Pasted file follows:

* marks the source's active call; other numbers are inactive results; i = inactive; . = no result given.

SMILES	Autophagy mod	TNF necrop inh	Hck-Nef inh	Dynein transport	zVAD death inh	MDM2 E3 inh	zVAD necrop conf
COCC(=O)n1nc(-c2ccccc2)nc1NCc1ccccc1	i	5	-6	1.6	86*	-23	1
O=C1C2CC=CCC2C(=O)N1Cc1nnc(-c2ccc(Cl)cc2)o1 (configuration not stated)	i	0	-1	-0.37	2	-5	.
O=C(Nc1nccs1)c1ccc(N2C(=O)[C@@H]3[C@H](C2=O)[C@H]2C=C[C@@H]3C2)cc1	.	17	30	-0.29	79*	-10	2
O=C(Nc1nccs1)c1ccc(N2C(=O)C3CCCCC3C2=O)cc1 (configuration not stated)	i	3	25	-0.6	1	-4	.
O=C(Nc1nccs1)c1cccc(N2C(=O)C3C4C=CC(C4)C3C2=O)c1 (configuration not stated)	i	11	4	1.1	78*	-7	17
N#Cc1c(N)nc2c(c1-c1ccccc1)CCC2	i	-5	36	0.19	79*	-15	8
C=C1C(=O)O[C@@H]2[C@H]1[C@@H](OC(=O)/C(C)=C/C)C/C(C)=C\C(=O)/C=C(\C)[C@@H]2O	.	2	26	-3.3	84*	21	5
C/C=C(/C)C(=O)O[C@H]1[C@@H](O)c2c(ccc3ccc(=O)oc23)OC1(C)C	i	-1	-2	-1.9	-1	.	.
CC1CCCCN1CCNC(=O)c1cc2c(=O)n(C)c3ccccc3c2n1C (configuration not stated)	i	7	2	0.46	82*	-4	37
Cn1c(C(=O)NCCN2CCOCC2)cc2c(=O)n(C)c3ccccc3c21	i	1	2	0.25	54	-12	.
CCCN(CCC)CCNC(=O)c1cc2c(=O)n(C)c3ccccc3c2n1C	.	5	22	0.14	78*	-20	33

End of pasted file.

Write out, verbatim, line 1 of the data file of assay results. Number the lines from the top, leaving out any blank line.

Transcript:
* marks the source's active call; other numbers are inactive results; i = inactive; . = no result given.